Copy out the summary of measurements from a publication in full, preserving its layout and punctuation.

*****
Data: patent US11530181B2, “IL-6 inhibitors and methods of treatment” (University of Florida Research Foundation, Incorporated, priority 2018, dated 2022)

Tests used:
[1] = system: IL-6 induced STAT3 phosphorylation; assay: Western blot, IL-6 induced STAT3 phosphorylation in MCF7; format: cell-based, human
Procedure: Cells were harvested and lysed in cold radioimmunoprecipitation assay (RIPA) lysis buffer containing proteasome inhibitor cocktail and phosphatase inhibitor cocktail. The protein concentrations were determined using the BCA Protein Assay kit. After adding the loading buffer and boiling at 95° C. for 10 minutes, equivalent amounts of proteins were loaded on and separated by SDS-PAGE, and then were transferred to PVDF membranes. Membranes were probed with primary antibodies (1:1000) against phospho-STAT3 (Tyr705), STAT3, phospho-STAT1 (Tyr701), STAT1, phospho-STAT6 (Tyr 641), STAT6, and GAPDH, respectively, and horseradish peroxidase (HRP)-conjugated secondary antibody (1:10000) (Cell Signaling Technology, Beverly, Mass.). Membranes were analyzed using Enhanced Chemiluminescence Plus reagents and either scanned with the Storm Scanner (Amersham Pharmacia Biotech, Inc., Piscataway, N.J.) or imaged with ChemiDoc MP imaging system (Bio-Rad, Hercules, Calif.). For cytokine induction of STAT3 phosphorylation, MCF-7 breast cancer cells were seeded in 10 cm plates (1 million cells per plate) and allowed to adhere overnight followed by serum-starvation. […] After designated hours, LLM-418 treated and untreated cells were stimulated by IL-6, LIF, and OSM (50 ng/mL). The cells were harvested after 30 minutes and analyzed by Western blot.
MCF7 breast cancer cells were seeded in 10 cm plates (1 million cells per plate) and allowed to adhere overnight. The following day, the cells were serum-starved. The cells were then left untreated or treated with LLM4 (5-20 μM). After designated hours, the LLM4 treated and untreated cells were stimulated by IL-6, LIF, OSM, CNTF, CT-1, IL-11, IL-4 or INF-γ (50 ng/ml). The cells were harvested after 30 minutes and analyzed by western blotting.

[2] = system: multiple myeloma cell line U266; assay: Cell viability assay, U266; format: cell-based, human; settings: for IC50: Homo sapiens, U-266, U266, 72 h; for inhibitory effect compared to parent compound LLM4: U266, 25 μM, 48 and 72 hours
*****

Data: patent US11530181B2, “IL-6 inhibitors and methods of treatment” (University of Florida Research Foundation, Incorporated, priority 2018, dated 2022)

Tests used:
[1] = system: IL-6 induced STAT3 phosphorylation; assay: Western blot, IL-6 induced STAT3 phosphorylation in MCF7; format: cell-based, human
Procedure: Cells were harvested and lysed in cold radioimmunoprecipitation assay (RIPA) lysis buffer containing proteasome inhibitor cocktail and phosphatase inhibitor cocktail. The protein concentrations were determined using the BCA Protein Assay kit. After adding the loading buffer and boiling at 95° C. for 10 minutes, equivalent amounts of proteins were loaded on and separated by SDS-PAGE, and then were transferred to PVDF membranes. Membranes were probed with primary antibodies (1:1000) against phospho-STAT3 (Tyr705), STAT3, phospho-STAT1 (Tyr701), STAT1, phospho-STAT6 (Tyr 641), STAT6, and GAPDH, respectively, and horseradish peroxidase (HRP)-conjugated secondary antibody (1:10000) (Cell Signaling Technology, Beverly, Mass.). Membranes were analyzed using Enhanced Chemiluminescence Plus reagents and either scanned with the Storm Scanner (Amersham Pharmacia Biotech, Inc., Piscataway, N.J.) or imaged with ChemiDoc MP imaging system (Bio-Rad, Hercules, Calif.). For cytokine induction of STAT3 phosphorylation, MCF-7 breast cancer cells were seeded in 10 cm plates (1 million cells per plate) and allowed to adhere overnight followed by serum-starvation. […] After designated hours, LLM-418 treated and untreated cells were stimulated by IL-6, LIF, and OSM (50 ng/mL). The cells were harvested after 30 minutes and analyzed by Western blot.
MCF7 breast cancer cells were seeded in 10 cm plates (1 million cells per plate) and allowed to adhere overnight. The following day, the cells were serum-starved. The cells were then left untreated or treated with LLM4 (5-20 μM). After designated hours, the LLM4 treated and untreated cells were stimulated by IL-6, LIF, OSM, CNTF, CT-1, IL-11, IL-4 or INF-γ (50 ng/ml). The cells were harvested after 30 minutes and analyzed by western blotting.

[2] = system: multiple myeloma cell line U266; assay: Cell viability assay, U266; format: cell-based, human; settings: for IC50: Homo sapiens, U-266, U266, 72 h; for inhibitory effect compared to parent compound LLM4: U266, 25 μM, 48 and 72 hours